Let’s have another example of how cool science can be. The conclusions based on this research already date back from early 2012. Nevertheless it’s cool enough to mention. Like the experiment that proves rejection in love leads to alcohol consumption again fruit flies are involved. It shows how alcohol plays an important role to save this small creature from extermination.
They look so careless, those tiny flies that turn up everywhere near ripe and fermenting fruit. Until now you probably found them dirty and highly annoying when they charge on your plums, peaches or grapes. But next time you will understand that this is a basic survival technique from the fruit fly. The main enemy from this fly is a small wasp (Leptopilina heterotoma) that parasitizes on the fruit fly’s maggots. It lays it’s own egg inside the larva, after which the young wasp eats the young fly from within, until it’s big enough to leave the dying body of it’s host.
A cruel scenario that would terminate the many fruit fly lives if it wasn’t for alcohol. It turns out that fruit flies are way better ‘drinkers’ than their nemeses. That’s why they turn to fermented fruit to lay their eggs. Biologist Todd Schlenke from the Emory University in the United States did an interesting experiment. His conclusion was: in order to kill their parasites, the flies get drunk. He noticed this first when he was studying normal fruit flies. Fermented fruit can contain higher percentages than a beer bottle.
In his experiment he set wasps free on two groups of fruit fly maggots. One on alcohol-free food and one on food that contained 6 percent of alcohol. First of all the wasps laid 60% less eggs in the presence of alcohol. Probably because the strong fumes. Dr. Schlenke stated that ‘presumably the wasps felt really ill’.
But that wasn’t the end of the strength of this self-defense mechanism. All the baby wasps inside the flies on the alcohol-free food grew normally. Meaning they killed all the fly larvae. However, inside the drunk maggots 65% of the wasps died, cause they couldn’t handle the liquor. They died in a horrifying way, since they pooped out their own guts. Schlenke: “All their guts are outside the wasps. I don’t know how to explain that.”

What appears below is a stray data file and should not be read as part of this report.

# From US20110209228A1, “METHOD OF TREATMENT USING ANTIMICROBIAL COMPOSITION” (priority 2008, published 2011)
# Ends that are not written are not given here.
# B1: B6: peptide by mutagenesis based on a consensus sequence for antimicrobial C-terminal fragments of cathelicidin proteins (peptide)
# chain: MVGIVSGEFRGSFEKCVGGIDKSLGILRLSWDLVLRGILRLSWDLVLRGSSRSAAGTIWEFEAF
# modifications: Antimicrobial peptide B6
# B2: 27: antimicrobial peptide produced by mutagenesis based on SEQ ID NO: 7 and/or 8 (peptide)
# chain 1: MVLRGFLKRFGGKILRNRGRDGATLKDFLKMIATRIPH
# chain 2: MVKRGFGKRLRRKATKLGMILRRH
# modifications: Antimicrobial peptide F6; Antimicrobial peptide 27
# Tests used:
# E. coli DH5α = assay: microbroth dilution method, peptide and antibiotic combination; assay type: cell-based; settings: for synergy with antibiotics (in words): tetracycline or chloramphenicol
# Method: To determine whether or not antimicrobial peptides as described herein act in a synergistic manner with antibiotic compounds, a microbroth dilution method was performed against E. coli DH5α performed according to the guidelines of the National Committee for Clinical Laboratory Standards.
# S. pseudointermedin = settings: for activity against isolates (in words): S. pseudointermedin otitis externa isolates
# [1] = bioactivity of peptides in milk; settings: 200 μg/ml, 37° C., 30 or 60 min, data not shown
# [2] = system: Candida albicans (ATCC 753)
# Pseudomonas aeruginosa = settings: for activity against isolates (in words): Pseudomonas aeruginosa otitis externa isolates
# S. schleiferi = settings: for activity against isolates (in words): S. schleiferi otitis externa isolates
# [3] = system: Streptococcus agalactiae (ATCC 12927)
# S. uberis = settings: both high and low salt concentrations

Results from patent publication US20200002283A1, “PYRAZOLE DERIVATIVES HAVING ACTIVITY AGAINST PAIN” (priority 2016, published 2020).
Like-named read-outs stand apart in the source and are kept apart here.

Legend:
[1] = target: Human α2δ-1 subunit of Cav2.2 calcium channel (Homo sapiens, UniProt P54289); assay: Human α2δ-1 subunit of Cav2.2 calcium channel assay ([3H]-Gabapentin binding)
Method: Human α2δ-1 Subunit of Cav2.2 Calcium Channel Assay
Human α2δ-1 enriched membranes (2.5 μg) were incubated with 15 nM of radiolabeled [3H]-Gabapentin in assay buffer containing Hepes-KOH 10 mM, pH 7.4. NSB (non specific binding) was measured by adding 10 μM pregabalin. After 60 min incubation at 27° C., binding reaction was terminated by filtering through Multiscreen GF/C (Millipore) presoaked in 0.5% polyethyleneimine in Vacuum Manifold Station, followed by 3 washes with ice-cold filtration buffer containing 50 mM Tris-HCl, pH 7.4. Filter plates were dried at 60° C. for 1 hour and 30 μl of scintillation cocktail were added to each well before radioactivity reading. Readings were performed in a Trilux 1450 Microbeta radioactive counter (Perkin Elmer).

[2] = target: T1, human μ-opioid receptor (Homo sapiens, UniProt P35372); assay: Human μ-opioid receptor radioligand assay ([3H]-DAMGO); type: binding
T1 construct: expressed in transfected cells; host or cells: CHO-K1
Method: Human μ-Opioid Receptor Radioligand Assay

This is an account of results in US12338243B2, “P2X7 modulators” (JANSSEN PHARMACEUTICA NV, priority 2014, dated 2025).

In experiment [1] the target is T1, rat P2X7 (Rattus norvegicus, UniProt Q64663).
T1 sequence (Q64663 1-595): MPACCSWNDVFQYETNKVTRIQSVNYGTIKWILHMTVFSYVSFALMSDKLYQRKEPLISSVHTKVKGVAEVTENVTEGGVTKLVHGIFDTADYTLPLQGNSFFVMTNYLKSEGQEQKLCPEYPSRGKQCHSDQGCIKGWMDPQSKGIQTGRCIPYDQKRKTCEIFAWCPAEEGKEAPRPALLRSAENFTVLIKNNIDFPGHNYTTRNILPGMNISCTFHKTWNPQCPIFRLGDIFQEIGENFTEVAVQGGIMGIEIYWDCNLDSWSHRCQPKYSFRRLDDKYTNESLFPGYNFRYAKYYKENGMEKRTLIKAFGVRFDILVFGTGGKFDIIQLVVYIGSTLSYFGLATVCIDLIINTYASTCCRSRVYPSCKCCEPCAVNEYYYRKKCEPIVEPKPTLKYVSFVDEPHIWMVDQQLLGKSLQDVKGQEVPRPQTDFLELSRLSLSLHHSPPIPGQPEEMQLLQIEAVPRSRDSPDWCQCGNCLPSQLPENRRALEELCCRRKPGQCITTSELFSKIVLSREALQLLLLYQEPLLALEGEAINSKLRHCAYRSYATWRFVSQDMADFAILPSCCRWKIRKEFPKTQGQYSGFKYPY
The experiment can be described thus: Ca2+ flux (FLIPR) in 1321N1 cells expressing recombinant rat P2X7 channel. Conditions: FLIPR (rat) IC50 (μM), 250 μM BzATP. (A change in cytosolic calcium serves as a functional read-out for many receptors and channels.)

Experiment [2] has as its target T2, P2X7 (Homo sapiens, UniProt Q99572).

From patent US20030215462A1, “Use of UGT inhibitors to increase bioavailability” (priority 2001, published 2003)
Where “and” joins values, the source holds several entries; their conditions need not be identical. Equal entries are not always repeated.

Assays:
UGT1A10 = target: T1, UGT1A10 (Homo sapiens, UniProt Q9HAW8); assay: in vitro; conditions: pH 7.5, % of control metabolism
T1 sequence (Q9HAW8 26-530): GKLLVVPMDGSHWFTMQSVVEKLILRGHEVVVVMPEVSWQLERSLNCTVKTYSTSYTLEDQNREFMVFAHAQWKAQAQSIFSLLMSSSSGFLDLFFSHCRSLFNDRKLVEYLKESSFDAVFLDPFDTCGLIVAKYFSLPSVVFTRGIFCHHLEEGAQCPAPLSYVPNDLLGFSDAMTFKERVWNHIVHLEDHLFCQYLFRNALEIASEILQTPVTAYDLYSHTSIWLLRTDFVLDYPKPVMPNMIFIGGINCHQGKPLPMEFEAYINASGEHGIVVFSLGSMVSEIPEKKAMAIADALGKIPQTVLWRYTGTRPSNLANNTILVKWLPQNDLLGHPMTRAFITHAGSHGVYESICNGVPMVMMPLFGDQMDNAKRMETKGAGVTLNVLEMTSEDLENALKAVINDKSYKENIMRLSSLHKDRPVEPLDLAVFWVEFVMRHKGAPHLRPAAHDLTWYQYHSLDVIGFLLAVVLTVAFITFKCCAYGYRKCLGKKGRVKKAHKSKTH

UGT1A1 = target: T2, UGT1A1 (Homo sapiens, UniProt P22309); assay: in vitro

After seeing the effect of alcohol on the natural enemies of the fruit flies, Schlenke wondered if the flies were smart enough to look for this safe environment. He set them free on petri dishes, with on one side alcohol and on the other alcohol-free food. 30 percent of the flies laid their eggs on the side with alcohol. Not that much. But one day later he repeated the experiment, but this time he added the wasps. This time 80% of the flies chose for alcohol. A solid difference of 50%. And well, the remaining 20% was probably to drunk anyway to pay proper attention to their kids. This experiment was proof enough for Schlenke to draw the conclusion that the flies deliberately search for alcohol when they spot enemies: “They know the wasps are infecting them, and they seek out the alcohol. The flies self-medicate by getting drunk.”
Now for everyone that thinks now that wasps are huge sissies, there is one kind that actually does slightly better: the Leptopilina Boulardi. Where 65% of the Leptopilina Heterotoma kids didn’t survive, only 10% of their cousins died. According to Schlenke this is because of evolution of the wasps. We see only one solution for the fruit fly to survive: switch to even harder stuff.
The American biologist didn’t want to draw any conclusions where it came to humans, parasites and alcohol. However we’ll draw our own ones. Alcohol is great stuff to kill all kinds of little bugs trying to feast in your body. So flush your body at least once a week with a nice amount of booze.